libertychick Wed 17-Oct-12 21:14:20

Thank you all for the replies. I hate the idea of being depressed as my mum suffers constantly with depression and horrible as it sounds I get utterly worn out with listening to her and then dread being like her which is why I try to avoid moaning to people. I have to realise that being down occasionally does not make me like her!
I did call a friend this morning and I have Friday off work so we have arranged to have a proper phone call during our LO's afternoon nap times complete with glass of wine! Not quite as good as getting out but something. Also during a chat with a colleague at work today about something she is doing she said 'I have to remember that I don't have to prove myself' and it really struck a chord as I always feel that I do have to prove myself at work but I don't expect that of anyone else...
I had some counselling when I was younger so may look for that - I work in a senior NHS role and its difficult for me to get support via GP as I manage contracts for a lot of providers locally so feel a bit exposed being referred to them. I will see how I get on over the next week or two and maybe see someone privately.

cheapskatemum Wed 17-Oct-12 21:26:34

It's exactly things like "I don't have to prove myself" which I learnt at couselling, so I know what you mean! I'm usually upbeat so didn't want to expose my sadness to friends, but it actually makes you more human and lovable. Ironic isn't it, that people high up in NHS have your problem!

libertychick Wed 17-Oct-12 23:06:11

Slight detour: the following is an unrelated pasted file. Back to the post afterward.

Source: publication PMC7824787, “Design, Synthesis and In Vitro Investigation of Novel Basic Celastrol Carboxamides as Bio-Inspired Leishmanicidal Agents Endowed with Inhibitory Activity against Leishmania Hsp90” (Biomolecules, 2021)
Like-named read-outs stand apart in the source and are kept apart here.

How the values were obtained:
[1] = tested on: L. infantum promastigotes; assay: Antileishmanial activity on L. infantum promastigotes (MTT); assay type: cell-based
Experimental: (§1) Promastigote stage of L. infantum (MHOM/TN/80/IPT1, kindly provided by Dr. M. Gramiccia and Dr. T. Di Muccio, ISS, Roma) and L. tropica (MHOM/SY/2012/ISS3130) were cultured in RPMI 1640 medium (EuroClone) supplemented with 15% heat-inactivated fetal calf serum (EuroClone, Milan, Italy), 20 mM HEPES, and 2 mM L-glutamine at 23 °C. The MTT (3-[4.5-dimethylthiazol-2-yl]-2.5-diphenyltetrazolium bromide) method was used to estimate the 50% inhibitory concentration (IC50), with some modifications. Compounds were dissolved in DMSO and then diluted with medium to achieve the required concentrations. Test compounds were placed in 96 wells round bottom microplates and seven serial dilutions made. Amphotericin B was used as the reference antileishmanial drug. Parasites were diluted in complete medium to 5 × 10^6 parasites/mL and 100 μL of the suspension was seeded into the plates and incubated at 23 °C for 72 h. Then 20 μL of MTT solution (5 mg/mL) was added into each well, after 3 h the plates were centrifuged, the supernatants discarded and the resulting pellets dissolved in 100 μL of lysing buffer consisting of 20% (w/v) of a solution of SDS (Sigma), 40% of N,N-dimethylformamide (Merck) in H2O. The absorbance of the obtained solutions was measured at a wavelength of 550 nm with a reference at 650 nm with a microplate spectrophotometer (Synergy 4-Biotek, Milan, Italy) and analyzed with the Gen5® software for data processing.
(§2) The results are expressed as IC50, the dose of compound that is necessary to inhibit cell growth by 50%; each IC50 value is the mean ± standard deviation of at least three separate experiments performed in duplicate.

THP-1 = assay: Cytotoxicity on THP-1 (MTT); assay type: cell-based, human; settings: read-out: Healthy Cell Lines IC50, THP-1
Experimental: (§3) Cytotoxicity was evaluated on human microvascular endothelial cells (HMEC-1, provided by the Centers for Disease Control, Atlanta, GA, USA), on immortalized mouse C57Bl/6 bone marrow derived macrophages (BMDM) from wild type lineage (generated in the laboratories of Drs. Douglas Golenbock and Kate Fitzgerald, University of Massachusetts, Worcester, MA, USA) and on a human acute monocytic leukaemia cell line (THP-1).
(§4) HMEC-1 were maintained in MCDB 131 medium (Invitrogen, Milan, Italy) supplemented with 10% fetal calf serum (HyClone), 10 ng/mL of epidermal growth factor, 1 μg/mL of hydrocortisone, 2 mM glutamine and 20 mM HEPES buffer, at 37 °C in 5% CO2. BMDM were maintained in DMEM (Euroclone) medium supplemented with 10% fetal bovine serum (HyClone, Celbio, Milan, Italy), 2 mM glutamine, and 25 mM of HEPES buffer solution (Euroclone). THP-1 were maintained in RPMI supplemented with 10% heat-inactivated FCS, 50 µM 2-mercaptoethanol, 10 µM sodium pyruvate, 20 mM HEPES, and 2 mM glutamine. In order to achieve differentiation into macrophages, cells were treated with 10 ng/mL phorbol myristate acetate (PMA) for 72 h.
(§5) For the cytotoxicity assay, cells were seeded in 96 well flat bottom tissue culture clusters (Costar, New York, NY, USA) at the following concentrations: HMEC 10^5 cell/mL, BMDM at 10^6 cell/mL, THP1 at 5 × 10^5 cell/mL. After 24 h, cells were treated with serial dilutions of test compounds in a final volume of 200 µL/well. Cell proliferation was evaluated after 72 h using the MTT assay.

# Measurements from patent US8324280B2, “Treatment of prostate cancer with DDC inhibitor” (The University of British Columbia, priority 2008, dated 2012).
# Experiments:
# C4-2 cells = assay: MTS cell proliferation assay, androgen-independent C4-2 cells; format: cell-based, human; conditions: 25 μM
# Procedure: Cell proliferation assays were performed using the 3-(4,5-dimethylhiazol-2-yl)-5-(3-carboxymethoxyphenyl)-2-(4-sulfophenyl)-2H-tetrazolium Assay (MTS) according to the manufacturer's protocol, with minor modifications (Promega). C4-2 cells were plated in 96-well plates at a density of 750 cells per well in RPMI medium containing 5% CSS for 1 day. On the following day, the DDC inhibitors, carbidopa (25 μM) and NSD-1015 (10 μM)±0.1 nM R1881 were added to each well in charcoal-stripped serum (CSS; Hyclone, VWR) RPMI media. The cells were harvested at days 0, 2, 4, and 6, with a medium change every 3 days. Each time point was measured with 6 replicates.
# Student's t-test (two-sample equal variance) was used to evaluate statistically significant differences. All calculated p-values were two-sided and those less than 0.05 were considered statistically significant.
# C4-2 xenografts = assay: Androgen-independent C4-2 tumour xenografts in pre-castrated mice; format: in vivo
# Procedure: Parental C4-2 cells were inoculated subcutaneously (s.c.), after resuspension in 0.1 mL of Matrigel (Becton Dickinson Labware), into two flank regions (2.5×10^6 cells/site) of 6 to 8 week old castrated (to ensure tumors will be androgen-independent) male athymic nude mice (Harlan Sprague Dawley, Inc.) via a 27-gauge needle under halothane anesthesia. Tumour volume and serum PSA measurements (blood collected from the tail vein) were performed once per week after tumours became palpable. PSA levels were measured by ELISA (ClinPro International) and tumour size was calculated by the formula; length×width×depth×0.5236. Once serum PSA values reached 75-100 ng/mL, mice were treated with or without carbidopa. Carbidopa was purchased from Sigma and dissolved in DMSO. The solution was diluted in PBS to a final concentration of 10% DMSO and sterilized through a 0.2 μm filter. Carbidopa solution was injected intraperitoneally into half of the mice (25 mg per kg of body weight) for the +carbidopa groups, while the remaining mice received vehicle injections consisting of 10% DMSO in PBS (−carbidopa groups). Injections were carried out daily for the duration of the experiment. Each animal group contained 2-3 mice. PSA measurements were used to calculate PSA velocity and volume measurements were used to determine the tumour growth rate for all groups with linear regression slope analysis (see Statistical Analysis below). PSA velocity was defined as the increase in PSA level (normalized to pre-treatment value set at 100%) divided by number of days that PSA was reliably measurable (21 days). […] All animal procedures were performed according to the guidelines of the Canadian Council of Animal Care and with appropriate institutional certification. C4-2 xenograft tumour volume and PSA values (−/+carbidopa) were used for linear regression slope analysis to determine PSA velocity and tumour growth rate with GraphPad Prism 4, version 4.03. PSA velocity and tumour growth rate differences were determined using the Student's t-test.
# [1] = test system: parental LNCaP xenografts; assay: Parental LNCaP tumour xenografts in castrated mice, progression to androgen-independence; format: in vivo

The NHS is not a healthy place to work - more overweight people and smokers than average and a long hours culture. Where I work, the culture is very macho and you are expected to be tough/resilient. I would never tell my boss that I needed support with stress as she would definitely judge me for it and as you say that is ironic given what we are there to do.
Good point too about exposing yourself makes you more human - another colleague told me recently that she was hugely relieved when I made a mistake as she had felt under pressure as I had always seemed on top of things.

CogitoErgoSometimes Thu 18-Oct-12 07:00:38

You may not feel able to tell your boss that you need support with stress but you're quite entitled to slow down your work-rate. If you'd normally say yes to a project with a short deadline, say no instead or say the deadline has to be further away or that you need assistance. All the other things that build up stress can be tackled eg. take the lunch-breaks that you skip, leave for home dead on time, take time off in lieu if you've had to work late. Put yourself first... the NHS will survive.

libertychick Thu 18-Oct-12 21:25:06

Good food for thought Cogito, I am actually moving into a new role in 2 weeks so I do think I will start the way I mean to go on and change my work rate. I tend to take far too much on and always say yes - I have been worrying today because I have refused to sit on an interview board next week and feeling that I have let people down when I really don't need to be on it and it would take a whole day and its time I need for other things. Actually a lot of my problems come from always trying to please everyone else! Its a very hard habit to change though.